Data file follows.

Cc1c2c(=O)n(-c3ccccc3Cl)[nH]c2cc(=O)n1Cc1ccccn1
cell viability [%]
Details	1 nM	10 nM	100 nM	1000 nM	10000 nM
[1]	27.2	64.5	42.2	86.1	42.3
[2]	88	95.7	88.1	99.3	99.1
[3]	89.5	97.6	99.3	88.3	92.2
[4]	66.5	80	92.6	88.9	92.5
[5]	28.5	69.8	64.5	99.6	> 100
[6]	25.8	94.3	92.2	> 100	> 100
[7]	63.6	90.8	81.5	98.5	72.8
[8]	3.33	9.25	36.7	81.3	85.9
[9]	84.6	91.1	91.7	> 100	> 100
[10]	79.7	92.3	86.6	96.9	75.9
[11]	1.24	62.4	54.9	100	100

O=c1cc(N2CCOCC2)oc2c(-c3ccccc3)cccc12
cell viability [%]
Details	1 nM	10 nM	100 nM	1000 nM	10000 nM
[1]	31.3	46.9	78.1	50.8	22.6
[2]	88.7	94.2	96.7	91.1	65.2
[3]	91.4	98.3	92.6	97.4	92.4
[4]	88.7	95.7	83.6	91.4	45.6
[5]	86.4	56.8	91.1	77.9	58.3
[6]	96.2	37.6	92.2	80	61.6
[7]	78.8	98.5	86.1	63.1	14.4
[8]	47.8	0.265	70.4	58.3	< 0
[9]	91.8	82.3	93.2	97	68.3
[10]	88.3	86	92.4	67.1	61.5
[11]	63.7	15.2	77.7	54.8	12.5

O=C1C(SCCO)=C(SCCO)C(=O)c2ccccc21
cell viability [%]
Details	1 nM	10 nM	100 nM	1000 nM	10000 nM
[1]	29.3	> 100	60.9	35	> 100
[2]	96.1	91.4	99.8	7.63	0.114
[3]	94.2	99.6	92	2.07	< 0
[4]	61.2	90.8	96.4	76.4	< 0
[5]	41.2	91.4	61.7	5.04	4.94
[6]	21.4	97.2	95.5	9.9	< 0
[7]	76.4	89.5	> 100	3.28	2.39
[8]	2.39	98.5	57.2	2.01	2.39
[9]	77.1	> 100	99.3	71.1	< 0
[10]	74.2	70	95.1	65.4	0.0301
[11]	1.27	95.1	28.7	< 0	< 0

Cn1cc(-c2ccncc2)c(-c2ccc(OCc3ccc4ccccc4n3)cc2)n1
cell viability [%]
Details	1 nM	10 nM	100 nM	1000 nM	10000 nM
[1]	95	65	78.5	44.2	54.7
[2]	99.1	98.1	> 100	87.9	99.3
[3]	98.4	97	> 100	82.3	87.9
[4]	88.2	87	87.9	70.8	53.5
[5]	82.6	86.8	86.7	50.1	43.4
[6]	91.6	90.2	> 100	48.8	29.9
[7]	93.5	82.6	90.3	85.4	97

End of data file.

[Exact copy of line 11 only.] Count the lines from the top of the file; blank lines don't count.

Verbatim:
[8]	3.33	9.25	36.7	81.3	85.9